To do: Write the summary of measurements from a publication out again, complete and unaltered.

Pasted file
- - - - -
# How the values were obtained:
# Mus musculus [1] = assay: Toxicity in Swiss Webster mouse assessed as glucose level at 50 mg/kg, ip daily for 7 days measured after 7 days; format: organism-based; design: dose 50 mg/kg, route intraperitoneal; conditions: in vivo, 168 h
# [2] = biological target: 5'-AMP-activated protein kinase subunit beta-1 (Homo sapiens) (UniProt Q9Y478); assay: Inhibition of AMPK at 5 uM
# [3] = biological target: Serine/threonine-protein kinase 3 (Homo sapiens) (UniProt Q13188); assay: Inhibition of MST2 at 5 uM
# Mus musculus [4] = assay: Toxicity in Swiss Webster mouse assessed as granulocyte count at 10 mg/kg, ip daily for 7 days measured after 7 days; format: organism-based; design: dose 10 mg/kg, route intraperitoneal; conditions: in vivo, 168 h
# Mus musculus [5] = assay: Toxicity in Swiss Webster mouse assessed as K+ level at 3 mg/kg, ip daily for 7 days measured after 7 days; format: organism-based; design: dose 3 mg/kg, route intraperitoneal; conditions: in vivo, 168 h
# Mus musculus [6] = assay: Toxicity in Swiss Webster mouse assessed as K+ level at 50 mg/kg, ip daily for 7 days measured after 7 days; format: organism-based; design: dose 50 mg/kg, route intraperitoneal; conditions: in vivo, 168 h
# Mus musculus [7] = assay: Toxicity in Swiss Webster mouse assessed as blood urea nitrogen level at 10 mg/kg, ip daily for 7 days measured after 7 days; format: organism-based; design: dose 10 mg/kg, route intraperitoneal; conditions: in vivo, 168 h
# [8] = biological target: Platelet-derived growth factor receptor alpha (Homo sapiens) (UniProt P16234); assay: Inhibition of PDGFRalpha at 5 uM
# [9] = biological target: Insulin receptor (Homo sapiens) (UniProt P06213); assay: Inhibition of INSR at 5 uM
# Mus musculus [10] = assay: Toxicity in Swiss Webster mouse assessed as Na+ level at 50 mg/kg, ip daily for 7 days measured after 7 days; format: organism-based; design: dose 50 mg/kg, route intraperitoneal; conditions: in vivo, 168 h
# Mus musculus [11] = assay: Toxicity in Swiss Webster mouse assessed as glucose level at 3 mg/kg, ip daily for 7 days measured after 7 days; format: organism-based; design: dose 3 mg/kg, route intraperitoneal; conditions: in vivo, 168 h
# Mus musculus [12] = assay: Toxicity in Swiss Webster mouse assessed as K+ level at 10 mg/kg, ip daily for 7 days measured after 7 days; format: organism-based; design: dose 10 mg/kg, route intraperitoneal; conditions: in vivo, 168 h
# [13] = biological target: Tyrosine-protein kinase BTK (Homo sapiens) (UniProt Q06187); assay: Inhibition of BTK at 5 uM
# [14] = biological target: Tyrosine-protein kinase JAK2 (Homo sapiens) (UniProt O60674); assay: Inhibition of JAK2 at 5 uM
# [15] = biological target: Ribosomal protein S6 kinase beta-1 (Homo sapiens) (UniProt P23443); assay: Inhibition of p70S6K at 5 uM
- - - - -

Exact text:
# How the values were obtained:
# Mus musculus [1] = assay: Toxicity in Swiss Webster mouse assessed as glucose level at 50 mg/kg, ip daily for 7 days measured after 7 days; format: organism-based; design: dose 50 mg/kg, route intraperitoneal; conditions: in vivo, 168 h
# [2] = biological target: 5'-AMP-activated protein kinase subunit beta-1 (Homo sapiens) (UniProt Q9Y478); assay: Inhibition of AMPK at 5 uM
# [3] = biological target: Serine/threonine-protein kinase 3 (Homo sapiens) (UniProt Q13188); assay: Inhibition of MST2 at 5 uM
# Mus musculus [4] = assay: Toxicity in Swiss Webster mouse assessed as granulocyte count at 10 mg/kg, ip daily for 7 days measured after 7 days; format: organism-based; design: dose 10 mg/kg, route intraperitoneal; conditions: in vivo, 168 h
# Mus musculus [5] = assay: Toxicity in Swiss Webster mouse assessed as K+ level at 3 mg/kg, ip daily for 7 days measured after 7 days; format: organism-based; design: dose 3 mg/kg, route intraperitoneal; conditions: in vivo, 168 h
# Mus musculus [6] = assay: Toxicity in Swiss Webster mouse assessed as K+ level at 50 mg/kg, ip daily for 7 days measured after 7 days; format: organism-based; design: dose 50 mg/kg, route intraperitoneal; conditions: in vivo, 168 h
# Mus musculus [7] = assay: Toxicity in Swiss Webster mouse assessed as blood urea nitrogen level at 10 mg/kg, ip daily for 7 days measured after 7 days; format: organism-based; design: dose 10 mg/kg, route intraperitoneal; conditions: in vivo, 168 h
# [8] = biological target: Platelet-derived growth factor receptor alpha (Homo sapiens) (UniProt P16234); assay: Inhibition of PDGFRalpha at 5 uM
# [9] = biological target: Insulin receptor (Homo sapiens) (UniProt P06213); assay: Inhibition of INSR at 5 uM
# Mus musculus [10] = assay: Toxicity in Swiss Webster mouse assessed as Na+ level at 50 mg/kg, ip daily for 7 days measured after 7 days; format: organism-based; design: dose 50 mg/kg, route intraperitoneal; conditions: in vivo, 168 h
# Mus musculus [11] = assay: Toxicity in Swiss Webster mouse assessed as glucose level at 3 mg/kg, ip daily for 7 days measured after 7 days; format: organism-based; design: dose 3 mg/kg, route intraperitoneal; conditions: in vivo, 168 h
# Mus musculus [12] = assay: Toxicity in Swiss Webster mouse assessed as K+ level at 10 mg/kg, ip daily for 7 days measured after 7 days; format: organism-based; design: dose 10 mg/kg, route intraperitoneal; conditions: in vivo, 168 h
# [13] = biological target: Tyrosine-protein kinase BTK (Homo sapiens) (UniProt Q06187); assay: Inhibition of BTK at 5 uM
# [14] = biological target: Tyrosine-protein kinase JAK2 (Homo sapiens) (UniProt O60674); assay: Inhibition of JAK2 at 5 uM
# [15] = biological target: Ribosomal protein S6 kinase beta-1 (Homo sapiens) (UniProt P23443); assay: Inhibition of p70S6K at 5 uM